The Kent City Council didn’t back down on a land-use zoning change to restrict large warehouses in the Valley despite pleas by developers to repeal the limits.
The council last month unanimously approved a interim zoning ordinance to limit large, trucking-intensive warehouses in half of the Kent Valley industrial zone. Several representatives of local developers testified and submitted letters on Tuesday to the council during a public hearing requesting the council to change its stance.
“We are here asking you take action to repeal the interim zoning ordinance,” said Nancy Rogers, an attorney for Tukwila-based Segale Properties that has a 38-acre site and a 10-acre site impacted by the change where the company wants to build large warehouses.
City leaders are looking to change the Valley from less of a warehouse center and more retail or commercial businesses that bring in more tax revenue and fewer trucks that quickly wear out the streets.
The new code restricts new buildings to no more than one dock-high loading door per 40,000 square feet of gross floor area. The footprint area of new buildings is limited to 125,000 square feet. The interim zoning measure is expected to be in place for one year when staff, a committee with business representatives and the council will look at any potential changes to the code.
Segale owns a 10.25-acre site at the northwest corner of South 212th Street and 59th Place South (east of the Boeing Space Center) where it has spent millions of dollars to prepare the site for warehouse construction, according to a letter submitted by Rogers to the council.
“Segale was literally days away from submitting a complete building permit application for a 157,000-square-foot industrial distribution warehouse on the 10-acre parcel when the City Council adopted the moratorium,” Rogers said in the letter.
Segale also owns about a 38-acre site at the southwest corner of South 196th Street and 68th Avenue South (aka West Valley Highway), just north of the Boeing Space Center. Rogers said the company also has spent millions of dollars preparing that property for a new distribution warehouse development.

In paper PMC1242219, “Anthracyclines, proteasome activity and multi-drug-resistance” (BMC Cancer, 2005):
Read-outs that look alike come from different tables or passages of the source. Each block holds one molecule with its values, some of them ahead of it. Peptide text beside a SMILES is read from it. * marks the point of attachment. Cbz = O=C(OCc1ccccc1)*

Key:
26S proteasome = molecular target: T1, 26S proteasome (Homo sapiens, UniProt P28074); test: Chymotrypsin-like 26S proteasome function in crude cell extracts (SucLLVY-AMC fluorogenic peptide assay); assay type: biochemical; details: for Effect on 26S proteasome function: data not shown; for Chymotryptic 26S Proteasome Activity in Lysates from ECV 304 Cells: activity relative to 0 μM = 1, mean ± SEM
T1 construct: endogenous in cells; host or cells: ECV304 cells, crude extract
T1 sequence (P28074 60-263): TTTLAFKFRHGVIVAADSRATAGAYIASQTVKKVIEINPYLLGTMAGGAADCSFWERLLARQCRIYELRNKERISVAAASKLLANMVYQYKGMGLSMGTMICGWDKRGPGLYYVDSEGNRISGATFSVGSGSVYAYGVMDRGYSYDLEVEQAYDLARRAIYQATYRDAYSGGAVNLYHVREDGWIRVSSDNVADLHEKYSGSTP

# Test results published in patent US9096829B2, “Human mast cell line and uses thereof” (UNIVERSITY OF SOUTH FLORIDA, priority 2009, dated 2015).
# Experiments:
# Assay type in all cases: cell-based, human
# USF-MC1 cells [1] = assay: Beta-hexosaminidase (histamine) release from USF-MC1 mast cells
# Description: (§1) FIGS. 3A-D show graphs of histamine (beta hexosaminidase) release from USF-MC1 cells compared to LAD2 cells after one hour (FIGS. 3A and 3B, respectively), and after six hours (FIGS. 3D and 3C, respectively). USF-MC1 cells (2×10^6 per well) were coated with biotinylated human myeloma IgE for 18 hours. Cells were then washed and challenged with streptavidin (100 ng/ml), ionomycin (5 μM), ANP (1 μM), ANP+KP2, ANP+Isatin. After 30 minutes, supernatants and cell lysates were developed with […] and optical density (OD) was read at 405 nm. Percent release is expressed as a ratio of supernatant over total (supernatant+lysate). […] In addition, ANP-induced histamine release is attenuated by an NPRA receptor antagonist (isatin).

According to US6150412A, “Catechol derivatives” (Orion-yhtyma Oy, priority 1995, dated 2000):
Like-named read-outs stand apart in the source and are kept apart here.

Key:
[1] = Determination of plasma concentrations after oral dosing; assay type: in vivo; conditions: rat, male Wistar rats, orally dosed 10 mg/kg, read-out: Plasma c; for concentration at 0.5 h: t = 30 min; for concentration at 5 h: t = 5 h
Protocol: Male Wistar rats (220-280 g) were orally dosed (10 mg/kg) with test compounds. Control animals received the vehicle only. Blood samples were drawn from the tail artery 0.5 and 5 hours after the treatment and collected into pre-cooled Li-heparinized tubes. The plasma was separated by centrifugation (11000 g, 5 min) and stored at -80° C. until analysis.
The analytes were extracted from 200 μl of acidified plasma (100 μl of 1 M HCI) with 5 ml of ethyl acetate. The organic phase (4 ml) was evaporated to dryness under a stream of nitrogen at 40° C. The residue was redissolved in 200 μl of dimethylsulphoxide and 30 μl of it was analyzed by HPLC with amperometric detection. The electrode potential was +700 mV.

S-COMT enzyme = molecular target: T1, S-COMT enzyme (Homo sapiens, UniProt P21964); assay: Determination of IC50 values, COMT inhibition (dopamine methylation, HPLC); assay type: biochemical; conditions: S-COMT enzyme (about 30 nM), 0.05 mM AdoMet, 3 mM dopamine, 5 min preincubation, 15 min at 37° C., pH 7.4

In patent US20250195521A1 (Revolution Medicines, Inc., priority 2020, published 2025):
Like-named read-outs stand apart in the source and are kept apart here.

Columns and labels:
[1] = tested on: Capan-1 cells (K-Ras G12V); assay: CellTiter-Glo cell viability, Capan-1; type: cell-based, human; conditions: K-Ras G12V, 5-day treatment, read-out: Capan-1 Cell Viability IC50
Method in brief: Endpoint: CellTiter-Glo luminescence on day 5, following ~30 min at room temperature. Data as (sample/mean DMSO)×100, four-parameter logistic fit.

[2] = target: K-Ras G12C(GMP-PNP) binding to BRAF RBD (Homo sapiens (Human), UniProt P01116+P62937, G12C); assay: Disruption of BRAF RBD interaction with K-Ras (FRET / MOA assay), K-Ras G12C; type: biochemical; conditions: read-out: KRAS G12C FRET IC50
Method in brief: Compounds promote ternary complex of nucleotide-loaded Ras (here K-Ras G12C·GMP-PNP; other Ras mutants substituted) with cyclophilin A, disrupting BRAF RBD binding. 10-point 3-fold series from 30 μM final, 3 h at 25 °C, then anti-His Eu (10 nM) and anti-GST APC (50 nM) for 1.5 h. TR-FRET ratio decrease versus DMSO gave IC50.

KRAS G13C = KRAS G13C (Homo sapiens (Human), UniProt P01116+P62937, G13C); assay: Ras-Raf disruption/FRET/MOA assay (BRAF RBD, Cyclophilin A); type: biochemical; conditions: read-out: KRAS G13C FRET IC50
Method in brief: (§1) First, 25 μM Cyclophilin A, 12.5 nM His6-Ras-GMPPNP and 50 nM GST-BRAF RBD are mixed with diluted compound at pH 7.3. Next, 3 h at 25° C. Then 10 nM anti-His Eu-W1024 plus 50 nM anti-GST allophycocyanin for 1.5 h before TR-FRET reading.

“All of that has come to a grinding halt,” said Mike Pruett, Segale Properties senior asset manager, during the public hearing. “We have millions of dollars invested in those properties and the plug has been yanked. This impacts us a lot.”
The Legislature changed Washington in 2008 from an origin-based system for local retail sales tax to a destination-based system, taking away the city’s tax revenue from its many warehouses. Kent gets about $5 million per year from the state in mitigation funds for losing that revenue, but legislators have looked at taking that streamlined sales tax mitigation away, although this session they approved keeping the funds flowing to Kent for at least two more years.
“There will still be a place for warehouse jobs along with some other retail,” Council President Bill Boyce said after the public testimony as the council made no motion to repeal the zoning ordinance. “That way we can have a win-win and not depend all on warehouses. … I get Segale had the permit ready to go and spent a lot of dollars, but in order for us to go forward we have to make an adjustment. My gut feeling is the streamlined sales tax is going away in a couple of years.
“If we don’t do anything, we are asking for trouble. So we are asking for patience. …I promise you we are not planning on losing jobs. Work with us as we move forward.”
Peter Steinbrueck, a Port of Seattle commissioner, also testified against the city’s restriction on large warehouses. He said he understands Kent’s need to look at a economically-sustainable financial model, but that the zoning change on industrial land isn’t the answer.
“We are very concerned that the interim land use restrictions on industrial lands run contrary to meeting the region’s long-term industrial land needs,” said Steinbrueck, who represented the Northwest Seaport Alliance, a port authority comprising the seaports of Seattle and Tacoma.
Mayor Dana Ralph responded after the testimony that she supported the council’s action.
“It gives us the opportunity to introduce some spot, additional multiple uses,” Ralph said. “If we can introduce a retail or commercial use here or there in a small footprint, it has the potential of doubling the revenue to the city of Kent and then allows us to provide services of road infrastructure, police and parks.
“We are planning for what makes sense for the future of our city. … If that means smaller warehouses, maybe there is a way to put three buildings on a site, instead of one large one.”